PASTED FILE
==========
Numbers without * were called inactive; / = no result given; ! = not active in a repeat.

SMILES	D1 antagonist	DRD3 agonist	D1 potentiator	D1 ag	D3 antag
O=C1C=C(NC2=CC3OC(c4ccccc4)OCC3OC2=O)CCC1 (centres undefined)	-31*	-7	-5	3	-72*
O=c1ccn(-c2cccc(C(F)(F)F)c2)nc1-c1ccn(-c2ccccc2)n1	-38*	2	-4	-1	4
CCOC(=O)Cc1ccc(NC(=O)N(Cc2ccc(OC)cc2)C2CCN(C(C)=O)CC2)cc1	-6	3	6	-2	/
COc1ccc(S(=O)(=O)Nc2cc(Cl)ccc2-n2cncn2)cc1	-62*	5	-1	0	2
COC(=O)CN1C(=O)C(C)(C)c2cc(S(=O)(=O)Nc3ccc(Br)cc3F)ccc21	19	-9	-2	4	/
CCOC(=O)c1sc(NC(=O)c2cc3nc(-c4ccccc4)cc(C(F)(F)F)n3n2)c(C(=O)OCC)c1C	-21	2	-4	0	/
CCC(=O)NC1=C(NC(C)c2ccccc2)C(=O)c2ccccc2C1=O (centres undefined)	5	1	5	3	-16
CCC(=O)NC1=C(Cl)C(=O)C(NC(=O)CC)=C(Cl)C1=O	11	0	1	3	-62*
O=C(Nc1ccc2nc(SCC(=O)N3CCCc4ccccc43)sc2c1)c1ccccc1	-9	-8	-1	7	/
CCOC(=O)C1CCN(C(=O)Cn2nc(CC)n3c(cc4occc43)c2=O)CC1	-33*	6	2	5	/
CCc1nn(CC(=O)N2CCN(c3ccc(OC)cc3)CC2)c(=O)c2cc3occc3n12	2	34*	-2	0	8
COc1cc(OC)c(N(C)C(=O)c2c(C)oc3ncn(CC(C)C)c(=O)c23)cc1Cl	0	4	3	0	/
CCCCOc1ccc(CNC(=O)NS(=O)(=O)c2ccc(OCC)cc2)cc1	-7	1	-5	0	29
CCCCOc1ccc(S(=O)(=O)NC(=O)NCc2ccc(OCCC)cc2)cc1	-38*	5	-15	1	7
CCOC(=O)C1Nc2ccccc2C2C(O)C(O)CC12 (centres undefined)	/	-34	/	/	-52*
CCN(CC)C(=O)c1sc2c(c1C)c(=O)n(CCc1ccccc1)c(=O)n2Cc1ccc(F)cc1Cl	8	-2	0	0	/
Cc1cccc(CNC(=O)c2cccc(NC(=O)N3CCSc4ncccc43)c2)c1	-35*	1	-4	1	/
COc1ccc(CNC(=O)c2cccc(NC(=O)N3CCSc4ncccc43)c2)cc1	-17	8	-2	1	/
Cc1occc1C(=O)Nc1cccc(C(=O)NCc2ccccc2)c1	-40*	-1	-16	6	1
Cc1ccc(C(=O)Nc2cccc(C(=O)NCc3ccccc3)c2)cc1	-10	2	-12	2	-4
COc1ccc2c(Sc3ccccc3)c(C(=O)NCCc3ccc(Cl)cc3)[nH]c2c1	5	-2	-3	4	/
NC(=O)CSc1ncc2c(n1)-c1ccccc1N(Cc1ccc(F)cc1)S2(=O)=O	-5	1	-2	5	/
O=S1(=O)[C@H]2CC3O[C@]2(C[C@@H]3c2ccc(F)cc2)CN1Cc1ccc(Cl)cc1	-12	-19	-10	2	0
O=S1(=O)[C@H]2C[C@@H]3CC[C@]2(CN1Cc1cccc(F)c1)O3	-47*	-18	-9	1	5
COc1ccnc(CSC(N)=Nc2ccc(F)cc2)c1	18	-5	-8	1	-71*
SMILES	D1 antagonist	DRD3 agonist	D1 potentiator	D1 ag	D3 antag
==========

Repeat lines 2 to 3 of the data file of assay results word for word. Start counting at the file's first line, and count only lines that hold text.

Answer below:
SMILES	D1 antagonist	DRD3 agonist	D1 potentiator	D1 ag	D3 antag
O=C1C=C(NC2=CC3OC(c4ccccc4)OCC3OC2=O)CCC1 (centres undefined)	-31*	-7	-5	3	-72*